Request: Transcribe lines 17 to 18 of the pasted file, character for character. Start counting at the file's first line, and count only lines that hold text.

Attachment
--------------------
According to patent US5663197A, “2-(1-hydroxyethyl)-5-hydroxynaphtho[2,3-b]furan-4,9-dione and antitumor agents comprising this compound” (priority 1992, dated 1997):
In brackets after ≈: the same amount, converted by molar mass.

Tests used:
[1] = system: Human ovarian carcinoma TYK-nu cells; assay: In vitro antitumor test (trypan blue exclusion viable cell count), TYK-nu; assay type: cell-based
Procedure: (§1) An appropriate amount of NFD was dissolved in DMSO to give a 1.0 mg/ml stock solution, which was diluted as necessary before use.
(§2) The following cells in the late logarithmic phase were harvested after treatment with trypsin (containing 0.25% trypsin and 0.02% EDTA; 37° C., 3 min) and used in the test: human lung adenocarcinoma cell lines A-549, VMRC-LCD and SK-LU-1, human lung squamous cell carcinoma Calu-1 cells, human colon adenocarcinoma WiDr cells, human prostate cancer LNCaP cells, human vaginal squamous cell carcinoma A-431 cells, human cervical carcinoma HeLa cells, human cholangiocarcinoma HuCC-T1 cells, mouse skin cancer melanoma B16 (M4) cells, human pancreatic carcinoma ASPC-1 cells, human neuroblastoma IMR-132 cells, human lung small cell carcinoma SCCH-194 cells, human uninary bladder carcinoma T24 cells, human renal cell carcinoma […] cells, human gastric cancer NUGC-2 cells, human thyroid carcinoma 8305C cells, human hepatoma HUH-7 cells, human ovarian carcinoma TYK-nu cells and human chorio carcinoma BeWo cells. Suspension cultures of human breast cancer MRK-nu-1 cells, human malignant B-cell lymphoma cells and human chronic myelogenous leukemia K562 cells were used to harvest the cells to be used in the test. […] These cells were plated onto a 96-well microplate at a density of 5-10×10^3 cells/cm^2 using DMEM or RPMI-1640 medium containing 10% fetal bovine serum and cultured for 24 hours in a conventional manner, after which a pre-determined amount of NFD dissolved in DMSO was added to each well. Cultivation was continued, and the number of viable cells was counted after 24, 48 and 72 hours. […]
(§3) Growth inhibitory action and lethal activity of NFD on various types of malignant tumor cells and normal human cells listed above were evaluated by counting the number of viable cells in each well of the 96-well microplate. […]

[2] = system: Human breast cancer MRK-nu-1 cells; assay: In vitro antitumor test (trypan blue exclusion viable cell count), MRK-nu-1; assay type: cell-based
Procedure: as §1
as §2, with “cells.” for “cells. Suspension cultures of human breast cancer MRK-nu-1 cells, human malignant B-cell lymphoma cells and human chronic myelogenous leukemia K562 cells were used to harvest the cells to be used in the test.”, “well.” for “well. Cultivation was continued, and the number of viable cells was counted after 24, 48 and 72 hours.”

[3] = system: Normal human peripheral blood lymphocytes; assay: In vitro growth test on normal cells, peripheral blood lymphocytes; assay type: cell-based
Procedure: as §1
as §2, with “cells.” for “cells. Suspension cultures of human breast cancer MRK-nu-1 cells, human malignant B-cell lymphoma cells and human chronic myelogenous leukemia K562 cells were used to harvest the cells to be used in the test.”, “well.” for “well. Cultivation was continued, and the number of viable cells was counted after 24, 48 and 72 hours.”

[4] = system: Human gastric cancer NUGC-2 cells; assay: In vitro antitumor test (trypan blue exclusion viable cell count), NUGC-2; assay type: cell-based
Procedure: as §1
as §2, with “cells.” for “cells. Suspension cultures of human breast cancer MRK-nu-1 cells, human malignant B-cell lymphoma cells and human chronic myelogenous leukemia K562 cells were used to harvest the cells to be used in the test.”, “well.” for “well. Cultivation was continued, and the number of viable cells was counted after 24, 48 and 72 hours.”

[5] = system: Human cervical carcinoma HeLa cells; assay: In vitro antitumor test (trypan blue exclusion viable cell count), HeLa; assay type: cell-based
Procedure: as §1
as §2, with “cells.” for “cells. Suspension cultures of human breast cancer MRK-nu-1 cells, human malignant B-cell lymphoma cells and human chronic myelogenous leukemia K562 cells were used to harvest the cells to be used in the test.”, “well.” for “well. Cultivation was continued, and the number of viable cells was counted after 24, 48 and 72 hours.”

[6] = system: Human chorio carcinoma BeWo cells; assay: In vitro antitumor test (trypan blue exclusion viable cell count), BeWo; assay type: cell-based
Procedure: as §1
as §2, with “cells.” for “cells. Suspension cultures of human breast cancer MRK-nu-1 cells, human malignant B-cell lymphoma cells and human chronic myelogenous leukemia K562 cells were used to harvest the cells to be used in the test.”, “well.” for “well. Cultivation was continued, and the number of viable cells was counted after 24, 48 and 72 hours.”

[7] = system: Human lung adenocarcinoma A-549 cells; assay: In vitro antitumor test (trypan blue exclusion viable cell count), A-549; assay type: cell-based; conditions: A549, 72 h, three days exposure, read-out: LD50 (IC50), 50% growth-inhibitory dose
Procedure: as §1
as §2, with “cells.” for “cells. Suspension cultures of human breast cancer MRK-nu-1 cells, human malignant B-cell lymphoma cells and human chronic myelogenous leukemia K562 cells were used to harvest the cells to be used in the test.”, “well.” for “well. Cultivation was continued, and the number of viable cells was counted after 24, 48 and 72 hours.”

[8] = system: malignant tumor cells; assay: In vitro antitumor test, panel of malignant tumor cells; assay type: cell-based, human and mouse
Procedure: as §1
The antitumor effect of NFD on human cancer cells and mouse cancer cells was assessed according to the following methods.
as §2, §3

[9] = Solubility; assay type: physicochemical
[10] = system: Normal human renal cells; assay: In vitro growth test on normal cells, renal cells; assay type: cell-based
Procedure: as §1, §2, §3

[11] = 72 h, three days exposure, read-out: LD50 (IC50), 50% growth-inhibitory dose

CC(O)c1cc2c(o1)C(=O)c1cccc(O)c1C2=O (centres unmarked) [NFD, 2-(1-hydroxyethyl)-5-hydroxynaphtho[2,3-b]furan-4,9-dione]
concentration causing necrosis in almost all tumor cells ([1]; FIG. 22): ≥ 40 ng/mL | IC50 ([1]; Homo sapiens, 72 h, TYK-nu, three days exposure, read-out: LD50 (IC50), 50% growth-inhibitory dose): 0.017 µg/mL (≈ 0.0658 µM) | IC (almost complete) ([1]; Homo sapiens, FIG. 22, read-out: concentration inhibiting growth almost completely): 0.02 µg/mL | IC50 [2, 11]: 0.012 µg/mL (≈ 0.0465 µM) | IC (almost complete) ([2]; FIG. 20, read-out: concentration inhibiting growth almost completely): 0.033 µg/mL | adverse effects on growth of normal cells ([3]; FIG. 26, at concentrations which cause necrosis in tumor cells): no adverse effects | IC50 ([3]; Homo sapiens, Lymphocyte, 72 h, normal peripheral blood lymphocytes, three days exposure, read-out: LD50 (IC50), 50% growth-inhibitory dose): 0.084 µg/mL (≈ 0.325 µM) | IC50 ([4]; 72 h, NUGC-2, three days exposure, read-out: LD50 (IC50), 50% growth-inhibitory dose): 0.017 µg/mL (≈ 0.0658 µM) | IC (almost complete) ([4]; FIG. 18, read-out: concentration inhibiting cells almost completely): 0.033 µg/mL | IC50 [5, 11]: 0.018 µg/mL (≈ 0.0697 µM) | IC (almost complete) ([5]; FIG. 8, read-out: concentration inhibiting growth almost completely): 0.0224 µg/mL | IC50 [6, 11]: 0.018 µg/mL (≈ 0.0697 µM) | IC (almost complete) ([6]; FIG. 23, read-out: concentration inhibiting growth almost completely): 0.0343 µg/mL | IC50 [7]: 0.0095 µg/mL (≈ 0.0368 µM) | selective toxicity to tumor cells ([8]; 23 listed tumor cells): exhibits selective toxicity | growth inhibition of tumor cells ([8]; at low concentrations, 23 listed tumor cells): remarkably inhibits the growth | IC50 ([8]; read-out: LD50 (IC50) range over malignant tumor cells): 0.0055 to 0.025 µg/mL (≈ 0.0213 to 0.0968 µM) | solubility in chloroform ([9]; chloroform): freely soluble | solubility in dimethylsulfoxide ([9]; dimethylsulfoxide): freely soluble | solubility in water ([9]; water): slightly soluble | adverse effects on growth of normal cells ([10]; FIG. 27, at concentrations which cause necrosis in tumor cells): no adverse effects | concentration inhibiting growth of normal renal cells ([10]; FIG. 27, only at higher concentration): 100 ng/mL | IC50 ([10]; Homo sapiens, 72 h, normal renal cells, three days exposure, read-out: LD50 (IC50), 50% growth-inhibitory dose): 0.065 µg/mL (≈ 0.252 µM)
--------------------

[5] = system: Human cervical carcinoma HeLa cells; assay: In vitro antitumor test (trypan blue exclusion viable cell count), HeLa; assay type: cell-based
Procedure: as §1